Orphaned Wildlife

Learn what you can do

There is nothing more adorable than a baby animal.  They are so helpless aspring-baby-raccoonnd trusting of humans.

But orphaned animals are still wild animals!

They can grow up to be very self-reliant with the appropriate care.

As their babies grow, many animals leave their young for longer stretches of time.

As a result, well-meaning people mistakenly believe young animals left alone are orphans and inadvertently take them away from their parents.

PREVENT WILDLIFE KIDNAPPING – ALWAYS ASK A PROFESSIONAL prior to handling wildlife to make sure the baby animal is an orphan in need of care.

Contact NEWC Wildlife Hospital at (781) 682-4818 if you need wildlife assistance!  You can also contact your local animal control officer.

What do I do if I find…

Frequently Asked Questions About Orphaned Wildlife

Question: Can I take care of a baby animal?

Answer: It’s highly discouraged that an untrained person attempt to hand raise an orphaned wild animal without a wildlife rehabilitation license. Not only is it a bad idea, but it is also illegal. The guidelines for feeding orphans are NOT designed to raise an orphan to adulthood, but rather to sustain an orphan for a few days before he or she can go to a trained rehabilitator.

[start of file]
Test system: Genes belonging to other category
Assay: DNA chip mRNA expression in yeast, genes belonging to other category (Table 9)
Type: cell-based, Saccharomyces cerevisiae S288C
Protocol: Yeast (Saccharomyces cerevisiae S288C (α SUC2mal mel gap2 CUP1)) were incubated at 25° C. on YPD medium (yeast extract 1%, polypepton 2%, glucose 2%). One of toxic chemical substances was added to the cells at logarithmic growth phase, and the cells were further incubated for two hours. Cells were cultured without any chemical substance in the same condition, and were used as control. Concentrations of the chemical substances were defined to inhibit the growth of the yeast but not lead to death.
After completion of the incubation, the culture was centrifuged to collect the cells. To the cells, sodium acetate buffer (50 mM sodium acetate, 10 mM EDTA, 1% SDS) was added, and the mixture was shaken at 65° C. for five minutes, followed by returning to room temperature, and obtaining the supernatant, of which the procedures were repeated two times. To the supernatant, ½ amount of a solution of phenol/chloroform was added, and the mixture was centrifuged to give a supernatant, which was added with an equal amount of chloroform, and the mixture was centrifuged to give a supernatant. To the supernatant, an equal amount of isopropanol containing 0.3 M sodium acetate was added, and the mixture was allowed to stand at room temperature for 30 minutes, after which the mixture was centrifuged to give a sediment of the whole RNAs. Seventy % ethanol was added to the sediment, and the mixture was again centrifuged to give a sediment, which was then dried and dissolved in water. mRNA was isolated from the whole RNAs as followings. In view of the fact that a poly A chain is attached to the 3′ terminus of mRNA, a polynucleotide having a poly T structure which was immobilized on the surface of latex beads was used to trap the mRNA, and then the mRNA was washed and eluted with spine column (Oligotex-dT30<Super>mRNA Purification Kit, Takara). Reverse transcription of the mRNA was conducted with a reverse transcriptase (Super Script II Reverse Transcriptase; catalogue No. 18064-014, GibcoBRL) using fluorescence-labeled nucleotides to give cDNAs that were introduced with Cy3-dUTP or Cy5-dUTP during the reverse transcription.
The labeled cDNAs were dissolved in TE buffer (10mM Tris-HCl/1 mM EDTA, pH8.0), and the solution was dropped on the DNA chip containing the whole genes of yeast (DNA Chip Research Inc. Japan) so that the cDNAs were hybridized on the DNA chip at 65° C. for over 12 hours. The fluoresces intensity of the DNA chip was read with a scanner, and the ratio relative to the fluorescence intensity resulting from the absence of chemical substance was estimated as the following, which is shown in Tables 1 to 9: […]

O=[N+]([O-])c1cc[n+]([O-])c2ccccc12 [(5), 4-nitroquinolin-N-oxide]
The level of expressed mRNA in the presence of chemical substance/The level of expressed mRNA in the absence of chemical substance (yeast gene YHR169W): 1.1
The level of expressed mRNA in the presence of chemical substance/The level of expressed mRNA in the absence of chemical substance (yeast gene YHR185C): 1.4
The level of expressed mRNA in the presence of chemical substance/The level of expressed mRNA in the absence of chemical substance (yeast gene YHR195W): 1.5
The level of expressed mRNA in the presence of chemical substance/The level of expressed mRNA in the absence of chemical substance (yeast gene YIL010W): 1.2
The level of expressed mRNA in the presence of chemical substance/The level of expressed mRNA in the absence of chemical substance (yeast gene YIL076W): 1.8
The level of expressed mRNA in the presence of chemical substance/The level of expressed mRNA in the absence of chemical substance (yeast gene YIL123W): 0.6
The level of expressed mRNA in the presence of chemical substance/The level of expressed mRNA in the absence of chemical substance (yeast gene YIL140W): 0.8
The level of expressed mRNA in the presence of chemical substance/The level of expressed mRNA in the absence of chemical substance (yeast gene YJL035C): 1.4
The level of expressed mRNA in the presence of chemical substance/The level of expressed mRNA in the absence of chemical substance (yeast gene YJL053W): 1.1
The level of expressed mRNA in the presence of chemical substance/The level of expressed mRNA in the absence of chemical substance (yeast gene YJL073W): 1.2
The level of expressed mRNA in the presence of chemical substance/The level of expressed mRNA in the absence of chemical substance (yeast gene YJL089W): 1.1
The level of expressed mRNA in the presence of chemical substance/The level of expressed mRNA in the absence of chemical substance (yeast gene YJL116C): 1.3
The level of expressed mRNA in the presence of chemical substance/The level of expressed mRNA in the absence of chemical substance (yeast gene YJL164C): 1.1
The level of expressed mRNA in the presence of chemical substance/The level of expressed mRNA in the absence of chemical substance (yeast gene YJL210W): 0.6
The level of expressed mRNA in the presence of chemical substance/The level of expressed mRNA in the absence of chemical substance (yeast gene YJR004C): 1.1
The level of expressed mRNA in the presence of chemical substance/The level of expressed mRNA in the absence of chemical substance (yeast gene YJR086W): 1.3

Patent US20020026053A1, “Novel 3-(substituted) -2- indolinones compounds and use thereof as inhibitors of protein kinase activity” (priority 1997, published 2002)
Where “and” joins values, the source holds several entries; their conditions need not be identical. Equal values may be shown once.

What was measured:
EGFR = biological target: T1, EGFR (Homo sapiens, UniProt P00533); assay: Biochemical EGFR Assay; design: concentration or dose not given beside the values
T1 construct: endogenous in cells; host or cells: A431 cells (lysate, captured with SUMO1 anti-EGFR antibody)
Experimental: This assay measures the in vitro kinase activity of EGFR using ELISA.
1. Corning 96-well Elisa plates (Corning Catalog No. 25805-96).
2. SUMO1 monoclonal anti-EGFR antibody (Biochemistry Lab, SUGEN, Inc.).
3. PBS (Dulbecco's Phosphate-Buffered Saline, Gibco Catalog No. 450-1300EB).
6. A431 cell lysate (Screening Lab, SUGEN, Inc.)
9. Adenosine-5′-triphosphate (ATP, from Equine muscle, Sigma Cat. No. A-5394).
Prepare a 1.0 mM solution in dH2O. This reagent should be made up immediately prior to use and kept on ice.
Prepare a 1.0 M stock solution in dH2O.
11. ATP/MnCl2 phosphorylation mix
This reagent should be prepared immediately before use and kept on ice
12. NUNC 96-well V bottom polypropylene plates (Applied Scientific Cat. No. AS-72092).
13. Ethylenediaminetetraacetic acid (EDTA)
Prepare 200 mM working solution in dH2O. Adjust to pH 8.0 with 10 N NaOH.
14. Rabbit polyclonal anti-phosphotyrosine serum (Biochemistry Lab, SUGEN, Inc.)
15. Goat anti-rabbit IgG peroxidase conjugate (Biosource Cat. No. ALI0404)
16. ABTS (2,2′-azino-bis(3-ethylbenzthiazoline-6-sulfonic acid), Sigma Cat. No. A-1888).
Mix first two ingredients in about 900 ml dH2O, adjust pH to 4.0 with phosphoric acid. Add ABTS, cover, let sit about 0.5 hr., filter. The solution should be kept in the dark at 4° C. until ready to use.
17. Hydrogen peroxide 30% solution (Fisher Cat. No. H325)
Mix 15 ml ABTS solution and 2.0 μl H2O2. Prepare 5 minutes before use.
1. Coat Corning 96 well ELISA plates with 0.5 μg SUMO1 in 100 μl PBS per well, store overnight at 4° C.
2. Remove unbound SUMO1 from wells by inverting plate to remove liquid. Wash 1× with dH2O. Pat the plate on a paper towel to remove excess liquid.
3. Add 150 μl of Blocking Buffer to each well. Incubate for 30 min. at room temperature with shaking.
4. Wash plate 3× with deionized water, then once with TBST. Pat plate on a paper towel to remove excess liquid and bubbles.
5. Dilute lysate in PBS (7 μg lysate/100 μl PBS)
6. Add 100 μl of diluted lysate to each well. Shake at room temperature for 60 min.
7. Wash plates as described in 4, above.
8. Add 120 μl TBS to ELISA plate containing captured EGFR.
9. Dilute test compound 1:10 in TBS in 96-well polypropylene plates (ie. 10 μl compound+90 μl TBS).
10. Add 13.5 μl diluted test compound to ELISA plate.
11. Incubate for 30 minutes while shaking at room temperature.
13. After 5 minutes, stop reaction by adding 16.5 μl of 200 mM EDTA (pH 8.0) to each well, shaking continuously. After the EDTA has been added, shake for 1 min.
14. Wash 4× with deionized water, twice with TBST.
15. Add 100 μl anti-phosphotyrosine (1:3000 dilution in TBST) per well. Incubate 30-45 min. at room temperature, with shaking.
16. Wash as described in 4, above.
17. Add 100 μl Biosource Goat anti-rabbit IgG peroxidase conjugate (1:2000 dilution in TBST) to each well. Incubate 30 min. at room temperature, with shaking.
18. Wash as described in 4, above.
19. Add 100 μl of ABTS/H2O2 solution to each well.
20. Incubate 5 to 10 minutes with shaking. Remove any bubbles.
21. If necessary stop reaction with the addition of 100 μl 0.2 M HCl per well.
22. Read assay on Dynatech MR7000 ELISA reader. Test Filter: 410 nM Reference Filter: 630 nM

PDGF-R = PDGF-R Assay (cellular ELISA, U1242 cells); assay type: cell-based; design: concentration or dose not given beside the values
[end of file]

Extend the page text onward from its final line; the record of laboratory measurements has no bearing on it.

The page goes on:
An orphaned wild animal should ALWAYS be taken to a wildlife rehabilitation center where it can be hand-raised by a trained professional, socialized with members of the same species, and ultimately released back into the wild.

Question: Is it OK to touch a baby animal if I am trying to help it?

Answer: ALWAYS ASK A PROFESSIONAL prior to handling wildlife to make sure the baby animal is an orphan in need of care.  Follow the professional’s instructions.  Very importantly, handling should only be done with leather gloves to prevent scratches.

Question: Will NEWC’s wildlife hospital take in the orphaned animal I found?

Answer: We try to provide care for as many animals as we can!  Sometimes we do reach our capacity to care for animals. We have a limited staff and operate mainly on a volunteer basis, and, unfortunately, cannot guarantee every orphaned animal a place in the hospital on any given day.

When we feel we cannot safely care for more animals, we recommend that wildlife go to other rehabilitators or to humanely euthanize them.  There are many wildlife rehabilitators located around the state that you can contact for assistance.

Question: I see baby rabbits everywhere in the spring.  They appear to be alone.  Are they orphans?

Answer: Actually, bunnies are rarely orphaned, and mom is usually hiding close by.  If you find baby bunnies, please read the House Rabbit Society’s Information page to learn more about the best things to do for them.  More often than not, you should leave them where they are and keep pets away.

Thank you for making a difference for wildlife!


Dr. Greg MertzOrphaned Wildlife